WASHINGTON - A "very damning" report by the Defense Department's inspector general depicts a Pentagon that purposely manipulated intelligence in an effort to link Saddam Hussein to al-Qaida in the runup to the U.S. invasion of Iraq, says the chairman of the Senate Armed Services Committee.
"That was the argument that was used to make the sale to the American people about the need to go to war," said Sen. Carl Levin, D-Mich. He said the Pentagon's work, "which was wrong, which was distorted, which was inappropriate ... is something which is highly disturbing."
The investigation by acting inspector general Thomas F. Gimble found that prewar intelligence work at the Pentagon, including a contention that the CIA had underplayed the likelihood of an al-Qaida connection, was inappropriate but not illegal. The report was to be presented to Levin's panel at a hearing Friday.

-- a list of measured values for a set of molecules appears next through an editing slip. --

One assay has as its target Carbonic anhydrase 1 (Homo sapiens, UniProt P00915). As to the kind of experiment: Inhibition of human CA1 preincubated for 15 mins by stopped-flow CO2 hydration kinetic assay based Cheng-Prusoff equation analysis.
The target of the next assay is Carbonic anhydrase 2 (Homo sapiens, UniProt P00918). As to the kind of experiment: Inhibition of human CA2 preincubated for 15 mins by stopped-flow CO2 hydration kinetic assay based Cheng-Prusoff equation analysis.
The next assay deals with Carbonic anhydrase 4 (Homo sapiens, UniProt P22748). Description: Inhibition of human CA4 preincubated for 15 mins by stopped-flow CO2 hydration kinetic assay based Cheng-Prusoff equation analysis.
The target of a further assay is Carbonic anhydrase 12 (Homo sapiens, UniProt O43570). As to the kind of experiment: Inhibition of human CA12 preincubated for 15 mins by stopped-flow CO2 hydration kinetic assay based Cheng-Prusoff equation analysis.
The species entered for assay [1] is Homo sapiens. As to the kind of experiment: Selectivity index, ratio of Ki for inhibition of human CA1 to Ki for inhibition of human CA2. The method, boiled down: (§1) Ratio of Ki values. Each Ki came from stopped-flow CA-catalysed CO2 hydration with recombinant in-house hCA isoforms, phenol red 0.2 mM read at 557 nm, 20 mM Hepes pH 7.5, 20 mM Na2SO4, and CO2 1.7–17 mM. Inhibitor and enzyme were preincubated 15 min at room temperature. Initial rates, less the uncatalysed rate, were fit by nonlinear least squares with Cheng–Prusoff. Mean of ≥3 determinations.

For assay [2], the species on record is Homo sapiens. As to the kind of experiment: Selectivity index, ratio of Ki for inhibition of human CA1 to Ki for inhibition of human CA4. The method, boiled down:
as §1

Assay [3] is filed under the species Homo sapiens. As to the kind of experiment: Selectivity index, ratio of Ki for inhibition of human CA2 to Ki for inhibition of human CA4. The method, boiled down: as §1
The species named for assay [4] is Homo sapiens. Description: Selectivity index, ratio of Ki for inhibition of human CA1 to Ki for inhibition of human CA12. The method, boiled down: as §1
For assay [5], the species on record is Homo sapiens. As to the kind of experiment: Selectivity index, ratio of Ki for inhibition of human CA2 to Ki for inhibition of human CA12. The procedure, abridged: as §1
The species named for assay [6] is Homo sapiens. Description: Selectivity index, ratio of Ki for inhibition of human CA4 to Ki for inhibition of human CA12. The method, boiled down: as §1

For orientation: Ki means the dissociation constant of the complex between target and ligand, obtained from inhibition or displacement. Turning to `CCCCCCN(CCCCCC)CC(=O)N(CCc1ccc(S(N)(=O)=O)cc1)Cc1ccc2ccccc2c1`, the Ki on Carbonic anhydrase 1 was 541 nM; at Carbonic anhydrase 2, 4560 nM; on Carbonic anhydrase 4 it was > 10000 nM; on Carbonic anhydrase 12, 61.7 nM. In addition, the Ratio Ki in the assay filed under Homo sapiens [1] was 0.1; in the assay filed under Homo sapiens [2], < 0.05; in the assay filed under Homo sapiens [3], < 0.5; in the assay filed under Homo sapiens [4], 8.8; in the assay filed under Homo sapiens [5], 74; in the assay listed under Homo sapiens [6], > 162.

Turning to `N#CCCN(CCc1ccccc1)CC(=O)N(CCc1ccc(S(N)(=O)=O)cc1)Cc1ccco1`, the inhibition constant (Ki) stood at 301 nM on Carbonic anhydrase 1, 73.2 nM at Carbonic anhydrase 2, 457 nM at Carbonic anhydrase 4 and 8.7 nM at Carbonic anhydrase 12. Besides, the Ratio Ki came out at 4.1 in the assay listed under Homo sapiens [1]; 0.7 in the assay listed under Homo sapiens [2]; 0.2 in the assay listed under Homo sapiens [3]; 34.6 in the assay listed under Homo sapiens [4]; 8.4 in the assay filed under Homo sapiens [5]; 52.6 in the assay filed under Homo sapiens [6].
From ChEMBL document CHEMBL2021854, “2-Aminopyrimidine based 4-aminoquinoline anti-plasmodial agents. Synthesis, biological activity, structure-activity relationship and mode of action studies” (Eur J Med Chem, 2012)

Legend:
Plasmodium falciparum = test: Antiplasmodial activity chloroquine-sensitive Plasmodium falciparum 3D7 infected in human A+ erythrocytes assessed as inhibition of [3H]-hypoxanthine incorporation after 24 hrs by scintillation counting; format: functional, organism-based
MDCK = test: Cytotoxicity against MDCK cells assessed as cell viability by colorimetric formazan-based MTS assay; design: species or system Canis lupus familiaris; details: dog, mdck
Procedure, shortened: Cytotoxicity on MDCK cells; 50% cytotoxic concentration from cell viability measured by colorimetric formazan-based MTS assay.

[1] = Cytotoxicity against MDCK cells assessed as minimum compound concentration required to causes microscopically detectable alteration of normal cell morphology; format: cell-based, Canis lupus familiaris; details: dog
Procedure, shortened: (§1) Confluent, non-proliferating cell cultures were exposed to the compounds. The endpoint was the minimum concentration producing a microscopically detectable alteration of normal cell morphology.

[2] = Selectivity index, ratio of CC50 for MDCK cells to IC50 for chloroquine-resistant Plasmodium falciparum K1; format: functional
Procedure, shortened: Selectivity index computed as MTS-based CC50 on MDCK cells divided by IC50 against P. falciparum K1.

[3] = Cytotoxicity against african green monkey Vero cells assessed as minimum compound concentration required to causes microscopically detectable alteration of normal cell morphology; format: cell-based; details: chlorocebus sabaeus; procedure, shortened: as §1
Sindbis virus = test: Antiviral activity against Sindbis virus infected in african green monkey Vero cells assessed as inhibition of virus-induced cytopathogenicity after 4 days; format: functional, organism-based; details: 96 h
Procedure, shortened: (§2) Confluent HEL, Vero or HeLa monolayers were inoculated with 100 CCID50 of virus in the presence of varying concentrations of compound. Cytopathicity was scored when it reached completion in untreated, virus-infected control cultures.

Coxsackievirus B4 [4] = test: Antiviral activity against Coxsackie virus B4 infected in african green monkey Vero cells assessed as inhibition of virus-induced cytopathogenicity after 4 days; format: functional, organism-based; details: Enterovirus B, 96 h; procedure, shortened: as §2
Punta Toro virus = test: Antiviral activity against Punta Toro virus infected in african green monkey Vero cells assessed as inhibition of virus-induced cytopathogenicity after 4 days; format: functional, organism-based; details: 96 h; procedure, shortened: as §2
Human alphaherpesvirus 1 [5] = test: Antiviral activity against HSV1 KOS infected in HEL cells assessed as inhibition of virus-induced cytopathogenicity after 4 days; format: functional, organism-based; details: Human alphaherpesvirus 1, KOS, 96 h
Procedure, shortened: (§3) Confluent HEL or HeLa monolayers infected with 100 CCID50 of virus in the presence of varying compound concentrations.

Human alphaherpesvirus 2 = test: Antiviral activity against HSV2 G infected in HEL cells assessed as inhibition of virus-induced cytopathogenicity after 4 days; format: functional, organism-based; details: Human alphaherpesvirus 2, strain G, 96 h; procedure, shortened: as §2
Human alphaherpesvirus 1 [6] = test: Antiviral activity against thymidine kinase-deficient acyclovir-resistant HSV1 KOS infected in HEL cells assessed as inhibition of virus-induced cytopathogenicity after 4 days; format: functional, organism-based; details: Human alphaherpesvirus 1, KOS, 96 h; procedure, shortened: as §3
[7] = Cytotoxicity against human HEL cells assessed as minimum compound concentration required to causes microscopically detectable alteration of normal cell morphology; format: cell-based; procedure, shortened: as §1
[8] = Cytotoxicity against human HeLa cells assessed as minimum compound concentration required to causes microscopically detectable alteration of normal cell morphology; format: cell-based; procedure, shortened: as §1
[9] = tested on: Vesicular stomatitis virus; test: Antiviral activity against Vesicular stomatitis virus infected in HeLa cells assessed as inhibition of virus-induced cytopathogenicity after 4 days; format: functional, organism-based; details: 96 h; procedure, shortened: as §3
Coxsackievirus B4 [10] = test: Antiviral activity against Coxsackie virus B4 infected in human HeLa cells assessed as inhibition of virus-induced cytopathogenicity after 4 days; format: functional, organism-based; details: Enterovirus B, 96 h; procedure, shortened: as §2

The report found that former Pentagon policy chief Douglas J. Feith had not engaged in illegal activities through the creation of special offices to review intelligence. Some Democrats also have contended that Feith misled Congress about the basis of the administration's assertions on the threat posed by Iraq, but the Pentagon investigation did not support that. Two people familiar with the findings discussed the main points and some details Thursday on condition they not be identified.
Levin has asserted that President Bush took the country to war in Iraq based in part on intelligence assessments some shaped by Feith's office that were off base and did not fully reflect the views of the intelligence community.
In a telephone interview Thursday, Levin said the IG report is "very damning" and shows a Pentagon policy shop trying to shape intelligence to prove a link between al-Qaida and Saddam. ...full text